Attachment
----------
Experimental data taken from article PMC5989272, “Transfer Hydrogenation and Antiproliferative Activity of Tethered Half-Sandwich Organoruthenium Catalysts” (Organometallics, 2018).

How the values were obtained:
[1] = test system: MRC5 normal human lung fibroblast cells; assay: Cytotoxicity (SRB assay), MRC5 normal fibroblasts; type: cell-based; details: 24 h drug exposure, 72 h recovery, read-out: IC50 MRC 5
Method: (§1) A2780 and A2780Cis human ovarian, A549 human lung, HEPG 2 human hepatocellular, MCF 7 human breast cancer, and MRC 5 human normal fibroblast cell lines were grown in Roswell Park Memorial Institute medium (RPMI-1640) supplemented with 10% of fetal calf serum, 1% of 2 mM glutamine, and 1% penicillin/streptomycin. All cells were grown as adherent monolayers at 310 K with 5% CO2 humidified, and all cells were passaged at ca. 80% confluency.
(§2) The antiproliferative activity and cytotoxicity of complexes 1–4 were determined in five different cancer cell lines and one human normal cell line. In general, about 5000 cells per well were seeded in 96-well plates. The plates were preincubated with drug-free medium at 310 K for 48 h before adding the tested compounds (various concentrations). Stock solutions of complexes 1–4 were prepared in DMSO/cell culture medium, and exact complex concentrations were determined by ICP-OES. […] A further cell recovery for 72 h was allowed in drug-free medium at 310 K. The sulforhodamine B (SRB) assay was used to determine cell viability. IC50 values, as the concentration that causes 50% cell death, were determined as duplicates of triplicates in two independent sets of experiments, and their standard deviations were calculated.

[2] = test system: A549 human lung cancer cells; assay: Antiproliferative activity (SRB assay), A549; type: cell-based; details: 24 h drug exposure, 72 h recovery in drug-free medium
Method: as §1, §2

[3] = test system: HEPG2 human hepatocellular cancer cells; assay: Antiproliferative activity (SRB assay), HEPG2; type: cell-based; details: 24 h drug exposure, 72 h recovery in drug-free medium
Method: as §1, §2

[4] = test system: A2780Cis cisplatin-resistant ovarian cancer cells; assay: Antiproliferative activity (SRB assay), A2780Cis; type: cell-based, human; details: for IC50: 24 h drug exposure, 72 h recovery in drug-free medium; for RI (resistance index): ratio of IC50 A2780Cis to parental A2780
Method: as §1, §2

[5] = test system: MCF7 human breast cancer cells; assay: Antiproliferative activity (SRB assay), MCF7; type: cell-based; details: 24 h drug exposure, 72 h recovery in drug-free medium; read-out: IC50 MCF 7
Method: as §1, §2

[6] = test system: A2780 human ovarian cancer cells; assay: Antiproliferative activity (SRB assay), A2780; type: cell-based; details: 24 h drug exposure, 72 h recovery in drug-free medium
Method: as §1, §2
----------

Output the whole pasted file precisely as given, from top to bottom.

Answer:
Experimental data taken from article PMC5989272, “Transfer Hydrogenation and Antiproliferative Activity of Tethered Half-Sandwich Organoruthenium Catalysts” (Organometallics, 2018).

How the values were obtained:
[1] = test system: MRC5 normal human lung fibroblast cells; assay: Cytotoxicity (SRB assay), MRC5 normal fibroblasts; type: cell-based; details: 24 h drug exposure, 72 h recovery, read-out: IC50 MRC 5
Method: (§1) A2780 and A2780Cis human ovarian, A549 human lung, HEPG 2 human hepatocellular, MCF 7 human breast cancer, and MRC 5 human normal fibroblast cell lines were grown in Roswell Park Memorial Institute medium (RPMI-1640) supplemented with 10% of fetal calf serum, 1% of 2 mM glutamine, and 1% penicillin/streptomycin. All cells were grown as adherent monolayers at 310 K with 5% CO2 humidified, and all cells were passaged at ca. 80% confluency.
(§2) The antiproliferative activity and cytotoxicity of complexes 1–4 were determined in five different cancer cell lines and one human normal cell line. In general, about 5000 cells per well were seeded in 96-well plates. The plates were preincubated with drug-free medium at 310 K for 48 h before adding the tested compounds (various concentrations). Stock solutions of complexes 1–4 were prepared in DMSO/cell culture medium, and exact complex concentrations were determined by ICP-OES. […] A further cell recovery for 72 h was allowed in drug-free medium at 310 K. The sulforhodamine B (SRB) assay was used to determine cell viability. IC50 values, as the concentration that causes 50% cell death, were determined as duplicates of triplicates in two independent sets of experiments, and their standard deviations were calculated.

[2] = test system: A549 human lung cancer cells; assay: Antiproliferative activity (SRB assay), A549; type: cell-based; details: 24 h drug exposure, 72 h recovery in drug-free medium
Method: as §1, §2

[3] = test system: HEPG2 human hepatocellular cancer cells; assay: Antiproliferative activity (SRB assay), HEPG2; type: cell-based; details: 24 h drug exposure, 72 h recovery in drug-free medium
Method: as §1, §2

[4] = test system: A2780Cis cisplatin-resistant ovarian cancer cells; assay: Antiproliferative activity (SRB assay), A2780Cis; type: cell-based, human; details: for IC50: 24 h drug exposure, 72 h recovery in drug-free medium; for RI (resistance index): ratio of IC50 A2780Cis to parental A2780
Method: as §1, §2

[5] = test system: MCF7 human breast cancer cells; assay: Antiproliferative activity (SRB assay), MCF7; type: cell-based; details: 24 h drug exposure, 72 h recovery in drug-free medium; read-out: IC50 MCF 7
Method: as §1, §2

[6] = test system: A2780 human ovarian cancer cells; assay: Antiproliferative activity (SRB assay), A2780; type: cell-based; details: 24 h drug exposure, 72 h recovery in drug-free medium
Method: as §1, §2